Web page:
Capital Markets

Why top exchange stocks are unfit for Sharia investment

Gulf African Bank on Kenyatta Avenue in Nairobi. Photo/FILE
Gulf African Bank on Kenyatta Avenue in Nairobi. Kenya has two fully Shariah-compliant banks namely First Community and Gulf Bank. The two control one per cent of the banking sector. FILE PHOTO | NATION MEDIA GROUP 

The majority of companies at the Nairobi Securities Exchange do not comply with Islamic law, limiting their attractiveness to Sharia-minded investors.

Nabo Capital, a fund manager, said only 16 of the 63 listed companies were Sharia-compliant, restricting Muslims’ investment options.

None of the 10 largest listed companies that include Safaricom, East African Breweries Ltd, cigarette maker BAT and banks is compliant with Islamic law.

“Safaricom was previously considered compliant till it started offering loans through M-Shwari,” said managing director of Nabo Capital Pius Muchiri.

Kenya currently has an Islamic Finance Country Index (IFCI) score of 2.2 which is low compared to Iran’s 73 that is the highest globally. In Africa, Sudan has the highest score of 14 followed by Egypt with six.

Sharia-compliance is pegged on the kind of business a company undertakes. Banks charge an interest that is not in compliance with Islamic law which requires sharing of profits.

Kenya has two fully Sharia-compliant banks namely First Community and Gulf Bank. The two control one per cent of the banking sector.

Eight conventional banks operate autonomous departments in an effort to meet the needs of the Muslims. Some of those that run departments include Barclays, National Bank, Standard Chartered and Chase Bank.

Other financial institutions that comply with the Islamic law include insurers, Takaful Insurance and Takaful Re-insurance and Crescent Sacco.

Kenya has been seeking to improve its ranking and attract cash from the rich Middle East economies by structuring Sharia-compliant products including Sukuks and real-estate investment trusts (Reit). The government has announced plans to issue a Sukuk bond next financial year to tap cash from the middle eastern petro-dollar economies.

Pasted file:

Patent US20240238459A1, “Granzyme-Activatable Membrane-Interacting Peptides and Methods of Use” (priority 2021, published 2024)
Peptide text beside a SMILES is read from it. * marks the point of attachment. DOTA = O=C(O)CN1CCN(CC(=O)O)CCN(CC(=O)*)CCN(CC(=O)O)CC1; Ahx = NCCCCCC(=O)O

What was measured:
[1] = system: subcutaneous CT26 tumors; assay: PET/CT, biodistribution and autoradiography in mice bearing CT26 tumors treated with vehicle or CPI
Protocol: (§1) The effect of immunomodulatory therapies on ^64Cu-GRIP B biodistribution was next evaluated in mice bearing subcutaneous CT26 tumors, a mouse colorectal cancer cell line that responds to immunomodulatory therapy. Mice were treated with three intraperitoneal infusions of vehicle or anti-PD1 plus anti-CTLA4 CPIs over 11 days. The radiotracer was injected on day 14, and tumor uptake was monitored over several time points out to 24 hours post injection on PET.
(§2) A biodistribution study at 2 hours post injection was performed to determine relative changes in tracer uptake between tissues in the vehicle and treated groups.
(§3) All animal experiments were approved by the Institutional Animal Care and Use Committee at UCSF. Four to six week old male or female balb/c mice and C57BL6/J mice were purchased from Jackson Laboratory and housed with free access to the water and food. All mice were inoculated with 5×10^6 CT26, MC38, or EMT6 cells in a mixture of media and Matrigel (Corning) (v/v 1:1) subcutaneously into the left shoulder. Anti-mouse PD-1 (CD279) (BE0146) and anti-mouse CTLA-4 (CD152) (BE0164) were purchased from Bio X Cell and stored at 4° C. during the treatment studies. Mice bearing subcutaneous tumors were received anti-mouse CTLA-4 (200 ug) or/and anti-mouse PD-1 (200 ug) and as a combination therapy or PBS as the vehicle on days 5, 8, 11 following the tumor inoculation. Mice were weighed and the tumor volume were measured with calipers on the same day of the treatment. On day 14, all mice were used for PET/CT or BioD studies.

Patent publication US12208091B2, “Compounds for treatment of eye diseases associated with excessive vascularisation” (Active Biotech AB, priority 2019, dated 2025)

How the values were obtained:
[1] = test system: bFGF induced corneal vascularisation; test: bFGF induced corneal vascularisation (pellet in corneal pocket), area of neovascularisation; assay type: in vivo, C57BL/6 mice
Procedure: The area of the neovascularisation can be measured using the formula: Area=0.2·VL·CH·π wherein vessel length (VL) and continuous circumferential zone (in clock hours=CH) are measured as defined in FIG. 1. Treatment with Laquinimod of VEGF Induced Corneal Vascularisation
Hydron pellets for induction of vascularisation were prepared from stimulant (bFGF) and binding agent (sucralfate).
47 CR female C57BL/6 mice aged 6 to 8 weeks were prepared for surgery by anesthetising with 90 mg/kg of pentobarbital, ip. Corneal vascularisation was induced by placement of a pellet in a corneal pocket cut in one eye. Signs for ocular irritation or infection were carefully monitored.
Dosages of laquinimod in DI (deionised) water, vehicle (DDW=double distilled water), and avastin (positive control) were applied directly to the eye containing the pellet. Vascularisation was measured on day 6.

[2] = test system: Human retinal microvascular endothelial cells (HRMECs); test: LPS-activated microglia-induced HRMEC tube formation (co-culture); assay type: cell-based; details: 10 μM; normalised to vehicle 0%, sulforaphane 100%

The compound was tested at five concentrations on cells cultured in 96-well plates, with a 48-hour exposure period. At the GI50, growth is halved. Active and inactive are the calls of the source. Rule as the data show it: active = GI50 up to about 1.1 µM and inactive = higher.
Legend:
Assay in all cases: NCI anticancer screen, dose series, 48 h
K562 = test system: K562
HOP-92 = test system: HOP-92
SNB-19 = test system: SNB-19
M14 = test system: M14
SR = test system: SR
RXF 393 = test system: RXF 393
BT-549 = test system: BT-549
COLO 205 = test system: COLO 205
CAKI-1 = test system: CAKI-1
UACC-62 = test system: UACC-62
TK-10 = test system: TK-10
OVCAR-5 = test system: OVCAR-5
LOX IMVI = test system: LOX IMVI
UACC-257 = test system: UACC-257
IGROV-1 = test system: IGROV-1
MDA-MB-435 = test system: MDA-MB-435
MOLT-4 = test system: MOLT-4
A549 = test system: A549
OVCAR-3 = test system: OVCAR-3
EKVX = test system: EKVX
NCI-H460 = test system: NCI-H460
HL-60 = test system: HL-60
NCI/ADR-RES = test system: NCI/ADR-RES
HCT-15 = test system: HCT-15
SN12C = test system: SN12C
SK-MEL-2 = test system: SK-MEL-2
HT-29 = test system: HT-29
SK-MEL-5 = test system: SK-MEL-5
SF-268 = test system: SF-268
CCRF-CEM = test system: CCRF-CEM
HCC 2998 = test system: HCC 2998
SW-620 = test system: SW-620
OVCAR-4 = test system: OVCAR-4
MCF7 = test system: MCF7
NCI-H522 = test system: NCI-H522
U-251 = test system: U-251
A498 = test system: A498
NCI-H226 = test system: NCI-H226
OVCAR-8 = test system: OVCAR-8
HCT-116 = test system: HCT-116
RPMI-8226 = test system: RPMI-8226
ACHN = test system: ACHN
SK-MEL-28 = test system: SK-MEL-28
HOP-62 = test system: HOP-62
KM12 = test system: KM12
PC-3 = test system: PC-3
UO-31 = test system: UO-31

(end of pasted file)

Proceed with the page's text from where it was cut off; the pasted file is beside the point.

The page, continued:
Government securities receive the largest allocation of investments by fund managers. This puts institutions that choose to mobilise cash from Muslims at a disadvantage in terms of the rate of return they can fetch on their money and thus the need for compliant State bond.

Real estate was identified as the only option that was open to Islamic faithful. Recently Sharia-compliant investment firm, Kurwitu, listed at the Nairobi Securities Exchange. The firm is seeking to raise cash from Muslims and find compliant investment options for them.

The Acting Chief executive of the Capital Markets Authority (CMA), Paul Muthaura, said the country needed to increase the number of institutions involved in Islamic finance industry, set up a central Sharia supervisory regime, conduct public awareness as well as put up conducive regulatory environment.

Institutions offering products compliant to Islam have to operate a Sharia advisory board that is expensive to them. CMA is pushing for the creation of a national advisory body which will oversee operations of all players.

The regulator is currently hosting a conference on strategic implementation of Islamic financial regulatory framework.

In the banking sector there are no regulations to guide the banks on how to conduct the business. Investors are also concerned about tax application on earnings made from Sharia-compliant ventures.